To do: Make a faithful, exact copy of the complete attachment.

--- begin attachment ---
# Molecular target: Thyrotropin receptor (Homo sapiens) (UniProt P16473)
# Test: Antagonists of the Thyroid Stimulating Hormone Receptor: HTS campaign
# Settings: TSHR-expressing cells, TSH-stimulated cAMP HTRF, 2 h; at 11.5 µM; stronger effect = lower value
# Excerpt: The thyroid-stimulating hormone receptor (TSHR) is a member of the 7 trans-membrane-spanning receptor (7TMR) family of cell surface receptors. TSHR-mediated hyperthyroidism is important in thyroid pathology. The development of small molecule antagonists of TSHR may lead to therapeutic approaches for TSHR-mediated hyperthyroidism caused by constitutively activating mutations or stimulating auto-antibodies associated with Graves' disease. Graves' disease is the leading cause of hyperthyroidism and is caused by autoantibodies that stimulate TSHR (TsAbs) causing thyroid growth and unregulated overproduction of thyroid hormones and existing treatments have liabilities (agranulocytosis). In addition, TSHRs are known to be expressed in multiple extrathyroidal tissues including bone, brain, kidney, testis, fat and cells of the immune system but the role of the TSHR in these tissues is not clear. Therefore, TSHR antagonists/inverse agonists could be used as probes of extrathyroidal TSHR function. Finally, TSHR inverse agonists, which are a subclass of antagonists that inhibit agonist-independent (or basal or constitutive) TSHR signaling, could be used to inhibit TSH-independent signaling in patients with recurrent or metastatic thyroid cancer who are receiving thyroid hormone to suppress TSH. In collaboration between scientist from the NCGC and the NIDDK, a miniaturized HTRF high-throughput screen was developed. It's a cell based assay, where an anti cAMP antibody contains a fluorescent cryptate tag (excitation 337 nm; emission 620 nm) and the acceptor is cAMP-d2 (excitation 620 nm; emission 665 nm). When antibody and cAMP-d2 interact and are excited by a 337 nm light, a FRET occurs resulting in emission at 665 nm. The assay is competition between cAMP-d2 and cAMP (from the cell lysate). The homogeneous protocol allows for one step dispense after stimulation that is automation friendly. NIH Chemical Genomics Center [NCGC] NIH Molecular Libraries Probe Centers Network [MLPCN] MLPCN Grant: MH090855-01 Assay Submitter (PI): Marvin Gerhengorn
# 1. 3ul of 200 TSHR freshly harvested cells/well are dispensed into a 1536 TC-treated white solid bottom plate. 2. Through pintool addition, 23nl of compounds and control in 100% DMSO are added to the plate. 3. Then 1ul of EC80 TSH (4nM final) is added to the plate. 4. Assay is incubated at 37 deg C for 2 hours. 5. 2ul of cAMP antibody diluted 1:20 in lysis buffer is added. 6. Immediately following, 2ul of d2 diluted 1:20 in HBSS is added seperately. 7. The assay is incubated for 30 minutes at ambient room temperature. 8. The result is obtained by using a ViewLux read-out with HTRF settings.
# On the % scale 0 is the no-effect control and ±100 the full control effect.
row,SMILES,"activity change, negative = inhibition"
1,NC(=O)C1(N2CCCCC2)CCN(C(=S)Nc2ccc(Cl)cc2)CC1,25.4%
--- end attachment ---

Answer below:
# Molecular target: Thyrotropin receptor (Homo sapiens) (UniProt P16473)
# Test: Antagonists of the Thyroid Stimulating Hormone Receptor: HTS campaign
# Settings: TSHR-expressing cells, TSH-stimulated cAMP HTRF, 2 h; at 11.5 µM; stronger effect = lower value
# Excerpt: The thyroid-stimulating hormone receptor (TSHR) is a member of the 7 trans-membrane-spanning receptor (7TMR) family of cell surface receptors. TSHR-mediated hyperthyroidism is important in thyroid pathology. The development of small molecule antagonists of TSHR may lead to therapeutic approaches for TSHR-mediated hyperthyroidism caused by constitutively activating mutations or stimulating auto-antibodies associated with Graves' disease. Graves' disease is the leading cause of hyperthyroidism and is caused by autoantibodies that stimulate TSHR (TsAbs) causing thyroid growth and unregulated overproduction of thyroid hormones and existing treatments have liabilities (agranulocytosis). In addition, TSHRs are known to be expressed in multiple extrathyroidal tissues including bone, brain, kidney, testis, fat and cells of the immune system but the role of the TSHR in these tissues is not clear. Therefore, TSHR antagonists/inverse agonists could be used as probes of extrathyroidal TSHR function. Finally, TSHR inverse agonists, which are a subclass of antagonists that inhibit agonist-independent (or basal or constitutive) TSHR signaling, could be used to inhibit TSH-independent signaling in patients with recurrent or metastatic thyroid cancer who are receiving thyroid hormone to suppress TSH. In collaboration between scientist from the NCGC and the NIDDK, a miniaturized HTRF high-throughput screen was developed. It's a cell based assay, where an anti cAMP antibody contains a fluorescent cryptate tag (excitation 337 nm; emission 620 nm) and the acceptor is cAMP-d2 (excitation 620 nm; emission 665 nm). When antibody and cAMP-d2 interact and are excited by a 337 nm light, a FRET occurs resulting in emission at 665 nm. The assay is competition between cAMP-d2 and cAMP (from the cell lysate). The homogeneous protocol allows for one step dispense after stimulation that is automation friendly. NIH Chemical Genomics Center [NCGC] NIH Molecular Libraries Probe Centers Network [MLPCN] MLPCN Grant: MH090855-01 Assay Submitter (PI): Marvin Gerhengorn
# 1. 3ul of 200 TSHR freshly harvested cells/well are dispensed into a 1536 TC-treated white solid bottom plate. 2. Through pintool addition, 23nl of compounds and control in 100% DMSO are added to the plate. 3. Then 1ul of EC80 TSH (4nM final) is added to the plate. 4. Assay is incubated at 37 deg C for 2 hours. 5. 2ul of cAMP antibody diluted 1:20 in lysis buffer is added. 6. Immediately following, 2ul of d2 diluted 1:20 in HBSS is added seperately. 7. The assay is incubated for 30 minutes at ambient room temperature. 8. The result is obtained by using a ViewLux read-out with HTRF settings.
# On the % scale 0 is the no-effect control and ±100 the full control effect.
row,SMILES,"activity change, negative = inhibition"
1,NC(=O)C1(N2CCCCC2)CCN(C(=S)Nc2ccc(Cl)cc2)CC1,25.4%